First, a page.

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Thread: Lightwave 2018 Node Editor - How do I achieve these effects with this beast!?!

  1. #1
    Super Member Paul_Boland's Avatar
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    Question Lightwave 2018 Node Editor - How do I achieve these effects with this beast!?!

    Hi Folks.

    Two months of using Lightwave 2018 and the new Node Editor which is now primarily part of everything in Lightwave still leaves me lost and bewildered . I really do think the implementation of this into being the primary interface for texturing and lighting controls is such a disaster because it's not very easy to use...

    I have three questions which I know the answer to in my sleep for Lightwave 2015, but can't for the life of me figure out at all in Lightwave 2018...

    1. How do I create a mirror reflective surface? Lightwave 2015 you have Refection which you can set to 0% - 100%. Lightwave 2018...???

    2. Just like above, how to do I create a transparent surface? Lightwave 2015 you have Transparency which you can set to 0% - 100%. Lightwave 2018...???

    3. In bump mapping, where is the Bump Amplitude gone? It was under the bump mapping controls in Lightwave 2015. Lightwave 2018...??? I see something called Bump Height but that doesn't seem to create the same effect.

    Seriously, the Node Editor is a nightmare! So many inputs, so many outputs, and all I want to do is apply a texture to a surface or adjust a light property and now, to achieve those goals, I have to spend time battling with the Lightwave 2018 interface trying to wire up some chaotic jigsaw puzzle that makes no sense .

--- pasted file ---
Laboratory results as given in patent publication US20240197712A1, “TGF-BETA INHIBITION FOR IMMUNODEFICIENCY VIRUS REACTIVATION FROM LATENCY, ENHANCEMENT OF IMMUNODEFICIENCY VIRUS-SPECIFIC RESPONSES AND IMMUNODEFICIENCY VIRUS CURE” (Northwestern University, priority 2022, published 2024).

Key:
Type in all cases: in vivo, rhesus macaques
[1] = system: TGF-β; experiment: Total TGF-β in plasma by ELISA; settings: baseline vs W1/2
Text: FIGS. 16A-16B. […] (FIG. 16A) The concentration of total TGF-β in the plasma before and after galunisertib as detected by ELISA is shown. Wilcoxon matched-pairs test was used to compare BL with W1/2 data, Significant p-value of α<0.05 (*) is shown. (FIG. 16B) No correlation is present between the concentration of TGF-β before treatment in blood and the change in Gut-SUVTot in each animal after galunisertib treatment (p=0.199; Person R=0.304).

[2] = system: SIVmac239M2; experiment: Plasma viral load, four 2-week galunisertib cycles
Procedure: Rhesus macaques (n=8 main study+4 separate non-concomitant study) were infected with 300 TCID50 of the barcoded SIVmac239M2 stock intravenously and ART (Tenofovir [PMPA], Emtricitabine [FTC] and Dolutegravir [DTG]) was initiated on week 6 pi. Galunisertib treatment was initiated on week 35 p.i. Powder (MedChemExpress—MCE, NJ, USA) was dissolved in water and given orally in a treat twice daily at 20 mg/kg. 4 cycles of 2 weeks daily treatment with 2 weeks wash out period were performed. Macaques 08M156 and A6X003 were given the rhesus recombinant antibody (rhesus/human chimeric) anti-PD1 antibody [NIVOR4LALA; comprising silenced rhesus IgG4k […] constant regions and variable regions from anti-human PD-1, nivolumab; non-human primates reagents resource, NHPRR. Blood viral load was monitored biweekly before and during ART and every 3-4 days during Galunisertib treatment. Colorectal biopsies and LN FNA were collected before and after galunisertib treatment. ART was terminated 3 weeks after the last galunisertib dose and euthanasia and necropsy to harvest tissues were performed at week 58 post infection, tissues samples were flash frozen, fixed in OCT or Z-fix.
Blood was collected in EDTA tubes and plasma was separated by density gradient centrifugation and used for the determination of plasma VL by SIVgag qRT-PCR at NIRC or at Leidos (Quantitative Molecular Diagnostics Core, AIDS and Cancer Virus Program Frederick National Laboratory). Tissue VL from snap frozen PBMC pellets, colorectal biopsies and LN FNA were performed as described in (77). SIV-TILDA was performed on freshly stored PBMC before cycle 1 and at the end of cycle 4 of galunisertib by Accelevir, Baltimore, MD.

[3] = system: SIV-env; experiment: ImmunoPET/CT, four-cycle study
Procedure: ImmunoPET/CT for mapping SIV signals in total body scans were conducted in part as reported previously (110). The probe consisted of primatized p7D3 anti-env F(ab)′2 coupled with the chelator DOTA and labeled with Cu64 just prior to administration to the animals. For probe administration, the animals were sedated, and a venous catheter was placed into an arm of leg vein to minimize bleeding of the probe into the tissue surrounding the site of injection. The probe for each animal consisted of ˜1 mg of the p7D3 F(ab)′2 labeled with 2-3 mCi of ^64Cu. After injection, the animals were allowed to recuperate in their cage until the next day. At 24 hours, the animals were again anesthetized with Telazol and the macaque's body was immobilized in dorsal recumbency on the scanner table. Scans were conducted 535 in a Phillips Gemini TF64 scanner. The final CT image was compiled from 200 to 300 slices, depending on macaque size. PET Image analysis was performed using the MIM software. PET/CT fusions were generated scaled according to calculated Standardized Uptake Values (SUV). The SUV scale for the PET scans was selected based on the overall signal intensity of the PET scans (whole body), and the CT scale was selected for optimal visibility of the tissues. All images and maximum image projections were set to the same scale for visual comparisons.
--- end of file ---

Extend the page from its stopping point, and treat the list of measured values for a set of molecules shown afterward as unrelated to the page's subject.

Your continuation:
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  2. #2
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    If you really want LW2015 type surfaces, you can change the Material type to Standard, double-click on it and the pre-2018 parameters are available, including the Reflection parameter and Texture buttons for the parameters.

    Click image for larger version. 

Name:	StandardMaterial_Setup.jpg 
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    For using Textures with the Principled BSDF material, you feed Layer=>Scalar, Color or Bump nodes (which have the Image, Procedural or Gradient type layers) or 2D Textures or 3D Textures into the Material nodal inputs rather than have a Texture (T) button.

    Using the Principled BSDF material, you can double-click on the node to enter numeric values for most of the parameters. For a Mirror surface, set Metallic to 100%. For a transparent surface, set "Transparency" to 100%. Or you can feed a Constanct=>Scalar node set to 1.0 into the Metallic or Transparency inputs. The Bump itself is input to the Surface along with the Material.

    Click image for larger version. 

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    I'd recommend creating a Unit Cube or a Sphere with a default Principled BSDF surface, get into the Node Editor, press F8 and use the pull-down to apply a variety of the presets, and then look at the node graph created by the preset and experiment. Personally, I plan to keep LW2015 indefinitely along with LW2018, since I'm not that enthralled with "physics based rendering" or photorealistic results.